I appreciate you time explaining your understanding of the answer to my question.<quoted text>
This is EXACTLY how you should speak when addressing a subject about which you are ignorant. You say, "this is something I don't understand; here's the limit of my understanding, and I'd like to know more." What we don't do is say things like, "I don't understand subject X, therefore the science behind subject X is false and my favorite religious storybook is the correct explanation for subject X."
We currently know less and less about what exists RIGHT NOW the farther away from Earth we look. Now, we can make educated guesses based on the evidence we've seen from light that has spent millions of years making the trip from its source to Earth, but we don't actually know what exists today in any other solar system or any other galaxy. The best we can say is, X amount of time ago, Y existed in Z region.
The very farthest things we've seen is this: http://www.huffingtonpost.com/2012/11/16/most...
Its light has been speeding towards Earth for 13.3 billion years. That means it has existed almost as long as the universe itself, and has spent almost the entire existence of the universe getting its light this far. No matter how far an object is that we see, there are a couple things we can safely say: it probably doesn't exist RIGHT NOW; it isn't so far that the time its light has spent getting here exceeds the time the universe has existed; whatever changes we see occur in it are going to look like they're happening now, but they actually occurred before our solar system ever even existed; our galaxy will likely be destroyed before today's events in that location are visible from here (and vice versa).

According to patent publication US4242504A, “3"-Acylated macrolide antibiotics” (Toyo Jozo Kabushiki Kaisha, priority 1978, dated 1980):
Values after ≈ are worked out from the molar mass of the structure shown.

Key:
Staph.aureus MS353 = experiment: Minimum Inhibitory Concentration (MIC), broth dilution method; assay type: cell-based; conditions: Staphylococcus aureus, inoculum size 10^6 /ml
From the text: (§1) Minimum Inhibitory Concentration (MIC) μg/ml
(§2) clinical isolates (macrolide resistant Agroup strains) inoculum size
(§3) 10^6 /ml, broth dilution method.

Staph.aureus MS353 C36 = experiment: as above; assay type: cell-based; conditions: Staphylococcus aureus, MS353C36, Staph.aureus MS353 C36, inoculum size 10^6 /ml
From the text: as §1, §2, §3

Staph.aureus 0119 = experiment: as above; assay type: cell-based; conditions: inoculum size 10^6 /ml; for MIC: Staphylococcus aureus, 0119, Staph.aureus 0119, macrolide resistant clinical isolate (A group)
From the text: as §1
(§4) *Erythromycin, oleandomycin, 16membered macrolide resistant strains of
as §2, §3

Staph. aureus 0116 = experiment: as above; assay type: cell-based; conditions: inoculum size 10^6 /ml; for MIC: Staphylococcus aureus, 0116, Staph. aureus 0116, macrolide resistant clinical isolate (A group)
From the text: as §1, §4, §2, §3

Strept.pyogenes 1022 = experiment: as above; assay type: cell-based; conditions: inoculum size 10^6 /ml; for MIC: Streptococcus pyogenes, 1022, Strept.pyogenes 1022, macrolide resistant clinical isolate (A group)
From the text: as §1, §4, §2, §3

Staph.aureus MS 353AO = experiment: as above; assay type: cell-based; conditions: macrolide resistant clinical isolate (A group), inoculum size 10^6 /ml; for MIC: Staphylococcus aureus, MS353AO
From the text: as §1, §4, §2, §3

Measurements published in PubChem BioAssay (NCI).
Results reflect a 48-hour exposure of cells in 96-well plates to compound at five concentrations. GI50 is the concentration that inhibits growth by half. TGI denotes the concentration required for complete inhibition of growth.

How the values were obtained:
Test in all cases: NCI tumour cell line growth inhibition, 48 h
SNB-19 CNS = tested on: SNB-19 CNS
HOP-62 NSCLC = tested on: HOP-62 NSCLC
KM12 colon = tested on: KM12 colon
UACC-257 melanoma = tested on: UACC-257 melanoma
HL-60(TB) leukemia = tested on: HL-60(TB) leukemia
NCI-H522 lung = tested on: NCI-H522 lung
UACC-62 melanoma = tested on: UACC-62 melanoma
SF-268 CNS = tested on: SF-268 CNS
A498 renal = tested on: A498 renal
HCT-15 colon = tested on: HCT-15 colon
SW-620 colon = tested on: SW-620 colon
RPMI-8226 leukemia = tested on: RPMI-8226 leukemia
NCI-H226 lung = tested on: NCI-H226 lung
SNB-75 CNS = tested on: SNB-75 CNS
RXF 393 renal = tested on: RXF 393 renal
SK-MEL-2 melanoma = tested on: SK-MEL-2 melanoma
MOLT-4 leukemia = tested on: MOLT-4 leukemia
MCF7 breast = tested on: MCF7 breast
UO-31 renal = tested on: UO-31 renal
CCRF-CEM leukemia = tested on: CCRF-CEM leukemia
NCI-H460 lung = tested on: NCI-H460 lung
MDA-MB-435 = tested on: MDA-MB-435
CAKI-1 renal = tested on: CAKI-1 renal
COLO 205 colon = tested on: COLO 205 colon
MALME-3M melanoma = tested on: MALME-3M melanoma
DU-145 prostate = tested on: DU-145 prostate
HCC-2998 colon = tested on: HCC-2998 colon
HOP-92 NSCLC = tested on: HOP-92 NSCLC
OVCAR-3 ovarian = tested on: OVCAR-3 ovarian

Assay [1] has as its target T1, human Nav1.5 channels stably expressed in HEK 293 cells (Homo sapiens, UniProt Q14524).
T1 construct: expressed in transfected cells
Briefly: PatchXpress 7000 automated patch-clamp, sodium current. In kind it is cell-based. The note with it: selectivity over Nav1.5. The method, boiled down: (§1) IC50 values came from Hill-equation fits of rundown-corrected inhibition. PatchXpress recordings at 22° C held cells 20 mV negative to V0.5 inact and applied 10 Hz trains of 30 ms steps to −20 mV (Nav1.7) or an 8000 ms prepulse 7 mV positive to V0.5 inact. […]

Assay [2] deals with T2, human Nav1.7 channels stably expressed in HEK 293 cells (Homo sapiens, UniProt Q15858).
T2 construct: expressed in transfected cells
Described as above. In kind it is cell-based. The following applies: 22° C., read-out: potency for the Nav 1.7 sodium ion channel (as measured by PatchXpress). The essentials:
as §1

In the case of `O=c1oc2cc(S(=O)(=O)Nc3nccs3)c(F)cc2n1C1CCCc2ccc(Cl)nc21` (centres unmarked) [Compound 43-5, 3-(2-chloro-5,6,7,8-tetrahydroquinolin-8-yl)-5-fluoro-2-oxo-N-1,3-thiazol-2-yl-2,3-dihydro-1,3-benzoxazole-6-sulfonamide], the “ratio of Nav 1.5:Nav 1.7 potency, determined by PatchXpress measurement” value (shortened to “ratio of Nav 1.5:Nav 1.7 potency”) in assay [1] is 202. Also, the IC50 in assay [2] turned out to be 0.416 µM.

The power that lies in seeing the past in the present is that we can see what happens to solar systems and galaxies to better understand what will happen with our solar system and galaxy without having to figure it out on the fly. One of the many reason we continue to look out into space.
Now, can you think of a way to ask questions about evolutionary theory like you did regarding space so you can learn more about it rather than making silly assertions and using logical fallacies to support your religious beliefs?
As for evolutionary theory, I think I understand enough about that to know I have no problem with a certain amount of evolution being being a part of what I believe to be a Created Earth.
I don't remember ever really believing in Santa Clause, even though we did leave cookies on the window sill since we didn't have a chimney.:)
I don't remember ever really believing in the tooth fairy either, even though I do remember putting at least one tooth under my pillow and finding a quarter under my pillow next morning. I also remember my tooth still being there and Mom telling me the tooth fairy must not have neede it . How rude !
We didn't do the Easter bunny thing, so never believed in it either.
I can't remember a time in my life when I was not aware of the existence of God. No amount of knowledge or scientific evidence, theory, or proof could make me not believe in God. I'm sure any proof science comes up with will fit nicely into my supernatural Faith based worldview.